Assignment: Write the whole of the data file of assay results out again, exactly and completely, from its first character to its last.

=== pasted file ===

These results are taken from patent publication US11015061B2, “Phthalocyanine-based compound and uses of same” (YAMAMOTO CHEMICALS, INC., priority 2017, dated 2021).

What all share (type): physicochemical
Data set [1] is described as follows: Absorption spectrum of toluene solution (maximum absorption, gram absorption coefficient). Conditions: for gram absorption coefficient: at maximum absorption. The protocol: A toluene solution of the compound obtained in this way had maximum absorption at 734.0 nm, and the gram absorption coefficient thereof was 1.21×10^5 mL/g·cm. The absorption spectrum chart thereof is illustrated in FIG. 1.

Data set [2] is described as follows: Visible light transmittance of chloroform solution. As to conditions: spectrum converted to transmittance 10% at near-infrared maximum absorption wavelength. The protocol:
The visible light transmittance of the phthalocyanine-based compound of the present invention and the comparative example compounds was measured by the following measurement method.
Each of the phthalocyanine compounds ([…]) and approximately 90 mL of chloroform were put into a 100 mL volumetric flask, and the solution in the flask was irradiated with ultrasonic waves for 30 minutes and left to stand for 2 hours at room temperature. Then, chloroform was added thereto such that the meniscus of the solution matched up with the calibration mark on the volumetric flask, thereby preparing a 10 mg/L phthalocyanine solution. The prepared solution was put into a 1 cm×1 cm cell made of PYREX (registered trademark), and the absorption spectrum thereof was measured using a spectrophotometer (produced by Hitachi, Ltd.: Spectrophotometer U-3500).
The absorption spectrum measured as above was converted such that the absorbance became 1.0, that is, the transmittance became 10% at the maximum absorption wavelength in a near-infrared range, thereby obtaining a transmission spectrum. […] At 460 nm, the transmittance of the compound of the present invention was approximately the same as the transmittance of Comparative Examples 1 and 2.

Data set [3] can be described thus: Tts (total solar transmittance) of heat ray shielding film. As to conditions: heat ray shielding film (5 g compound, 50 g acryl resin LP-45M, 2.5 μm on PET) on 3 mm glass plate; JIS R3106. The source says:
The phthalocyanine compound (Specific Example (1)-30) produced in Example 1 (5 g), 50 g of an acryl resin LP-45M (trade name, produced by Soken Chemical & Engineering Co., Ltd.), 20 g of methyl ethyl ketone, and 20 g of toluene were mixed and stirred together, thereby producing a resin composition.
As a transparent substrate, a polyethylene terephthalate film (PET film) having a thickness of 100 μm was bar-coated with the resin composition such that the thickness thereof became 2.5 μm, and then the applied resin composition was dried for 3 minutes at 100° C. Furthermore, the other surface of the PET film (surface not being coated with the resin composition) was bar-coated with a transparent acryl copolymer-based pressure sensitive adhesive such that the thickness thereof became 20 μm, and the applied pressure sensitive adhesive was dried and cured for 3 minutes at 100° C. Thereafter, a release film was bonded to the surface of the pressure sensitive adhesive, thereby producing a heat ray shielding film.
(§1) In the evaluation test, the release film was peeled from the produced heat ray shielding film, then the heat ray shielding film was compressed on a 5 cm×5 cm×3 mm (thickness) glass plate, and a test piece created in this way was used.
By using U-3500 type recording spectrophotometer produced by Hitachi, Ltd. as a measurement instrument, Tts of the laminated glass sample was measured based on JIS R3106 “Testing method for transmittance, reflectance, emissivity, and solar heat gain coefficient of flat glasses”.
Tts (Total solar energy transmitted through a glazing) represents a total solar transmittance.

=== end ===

These results are taken from patent publication US11015061B2, “Phthalocyanine-based compound and uses of same” (YAMAMOTO CHEMICALS, INC., priority 2017, dated 2021).

What all share (type): physicochemical
Data set [1] is described as follows: Absorption spectrum of toluene solution (maximum absorption, gram absorption coefficient). Conditions: for gram absorption coefficient: at maximum absorption. The protocol: A toluene solution of the compound obtained in this way had maximum absorption at 734.0 nm, and the gram absorption coefficient thereof was 1.21×10^5 mL/g·cm. The absorption spectrum chart thereof is illustrated in FIG. 1.

Data set [2] is described as follows: Visible light transmittance of chloroform solution. As to conditions: spectrum converted to transmittance 10% at near-infrared maximum absorption wavelength. The protocol:
The visible light transmittance of the phthalocyanine-based compound of the present invention and the comparative example compounds was measured by the following measurement method.
Each of the phthalocyanine compounds ([…]) and approximately 90 mL of chloroform were put into a 100 mL volumetric flask, and the solution in the flask was irradiated with ultrasonic waves for 30 minutes and left to stand for 2 hours at room temperature. Then, chloroform was added thereto such that the meniscus of the solution matched up with the calibration mark on the volumetric flask, thereby preparing a 10 mg/L phthalocyanine solution. The prepared solution was put into a 1 cm×1 cm cell made of PYREX (registered trademark), and the absorption spectrum thereof was measured using a spectrophotometer (produced by Hitachi, Ltd.: Spectrophotometer U-3500).
The absorption spectrum measured as above was converted such that the absorbance became 1.0, that is, the transmittance became 10% at the maximum absorption wavelength in a near-infrared range, thereby obtaining a transmission spectrum. […] At 460 nm, the transmittance of the compound of the present invention was approximately the same as the transmittance of Comparative Examples 1 and 2.

Data set [3] can be described thus: Tts (total solar transmittance) of heat ray shielding film. As to conditions: heat ray shielding film (5 g compound, 50 g acryl resin LP-45M, 2.5 μm on PET) on 3 mm glass plate; JIS R3106. The source says:
The phthalocyanine compound (Specific Example (1)-30) produced in Example 1 (5 g), 50 g of an acryl resin LP-45M (trade name, produced by Soken Chemical & Engineering Co., Ltd.), 20 g of methyl ethyl ketone, and 20 g of toluene were mixed and stirred together, thereby producing a resin composition.
As a transparent substrate, a polyethylene terephthalate film (PET film) having a thickness of 100 μm was bar-coated with the resin composition such that the thickness thereof became 2.5 μm, and then the applied resin composition was dried for 3 minutes at 100° C. Furthermore, the other surface of the PET film (surface not being coated with the resin composition) was bar-coated with a transparent acryl copolymer-based pressure sensitive adhesive such that the thickness thereof became 20 μm, and the applied pressure sensitive adhesive was dried and cured for 3 minutes at 100° C. Thereafter, a release film was bonded to the surface of the pressure sensitive adhesive, thereby producing a heat ray shielding film.
(§1) In the evaluation test, the release film was peeled from the produced heat ray shielding film, then the heat ray shielding film was compressed on a 5 cm×5 cm×3 mm (thickness) glass plate, and a test piece created in this way was used.
By using U-3500 type recording spectrophotometer produced by Hitachi, Ltd. as a measurement instrument, Tts of the laminated glass sample was measured based on JIS R3106 “Testing method for transmittance, reflectance, emissivity, and solar heat gain coefficient of flat glasses”.
Tts (Total solar energy transmitted through a glazing) represents a total solar transmittance.